82 Anson St. Josiah Smith House c.1799
IMAGE: ON RIGHT -- Josiah Smith, Jr., merchant, who had his own house at 7 Meeting St., built this brick house c. 1799 for his spinster daughter, Miss Mary Smith. It remained in the family until 1869. The large brick house was moved approximately 100 feet in 1967 to permit the extension of George Street from Anson to East Bay when the Gaillard Auditorium was built. It was restored by Historic Charleston Foundation, which brought the piazza from the Blake house, 121 East Bay. The house has fine Federal period interiors. (Thomas, DYKYC, Nov. 30, 1970)

89 Anson St. St. Joseph's School c.1887
 -- St. Joseph's School. This small board and batten wood structure was built in 1887, when the school was begun. (Stockton, DYKYC, Nov. 11, 1973.)

91 Anson St. St. Joseph's Rectory c.1887
-- Former St. Joseph's Rectory. The Right Rev. Patrick N. Lynch, Bishop of Charleston, took refuge here after the Catholic Bishop's residence on Broad Street was destroyed in the great fire of 1861. (Stockton, DYKYC, Nov. 11, 1973; O'Connell, 157.)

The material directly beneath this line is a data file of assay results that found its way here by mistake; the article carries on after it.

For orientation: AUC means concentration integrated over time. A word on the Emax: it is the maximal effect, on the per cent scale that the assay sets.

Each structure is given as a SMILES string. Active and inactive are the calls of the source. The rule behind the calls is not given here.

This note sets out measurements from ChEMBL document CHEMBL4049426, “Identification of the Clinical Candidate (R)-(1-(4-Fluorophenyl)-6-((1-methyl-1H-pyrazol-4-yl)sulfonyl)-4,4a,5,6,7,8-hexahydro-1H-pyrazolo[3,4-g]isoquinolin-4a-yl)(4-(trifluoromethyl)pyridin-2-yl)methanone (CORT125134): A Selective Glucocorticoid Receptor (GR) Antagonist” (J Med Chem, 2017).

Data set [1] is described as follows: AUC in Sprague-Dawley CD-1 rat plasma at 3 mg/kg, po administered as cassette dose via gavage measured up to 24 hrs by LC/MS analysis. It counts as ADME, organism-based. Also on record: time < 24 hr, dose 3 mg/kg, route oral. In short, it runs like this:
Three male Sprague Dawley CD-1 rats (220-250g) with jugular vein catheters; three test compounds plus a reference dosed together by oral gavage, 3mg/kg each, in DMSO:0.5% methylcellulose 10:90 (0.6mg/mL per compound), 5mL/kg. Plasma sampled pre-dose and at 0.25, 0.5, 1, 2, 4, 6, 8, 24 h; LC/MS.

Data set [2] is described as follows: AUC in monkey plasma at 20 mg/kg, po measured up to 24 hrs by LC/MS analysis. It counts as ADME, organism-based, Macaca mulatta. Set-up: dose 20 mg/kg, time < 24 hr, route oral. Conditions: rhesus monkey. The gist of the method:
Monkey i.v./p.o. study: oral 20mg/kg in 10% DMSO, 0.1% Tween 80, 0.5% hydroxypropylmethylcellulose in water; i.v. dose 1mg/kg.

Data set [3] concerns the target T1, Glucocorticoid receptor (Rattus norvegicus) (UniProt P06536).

93 Anson St. St. John's Church c.1850
-- St. John's Reformed Episcopal Church. Built in 1850, this small stuccoed brick Gothic Revival structure first served as the Anson Street Chapel, for black Presbyterians. ln 1861, it became St. Joseph's Roman Catholic Church. St. Joseph's was known as "The Church of the Irish," as it served a large number of parishioners of Irish origin who had settled in the area. The church was struck by shells several times during the Federal bombardment of the city, 1863-65, and badly damaged. It was repaired after the war and almost completely rebuilt in 1883, when it gained its present cruciform shape with the addition of the chancel and transcepts. After a great decrease in membership, the church was closed in 1965 and a new St. Joseph's was erected at 1698 Wallenberg Blvd. In 1971, St. John's Reformed Episcopal Church bought and restored the property for the use of it congregation. (Stockton, DYKYC, Nov. 19, 1973; Legerton 68-69; O'Connell. 157. )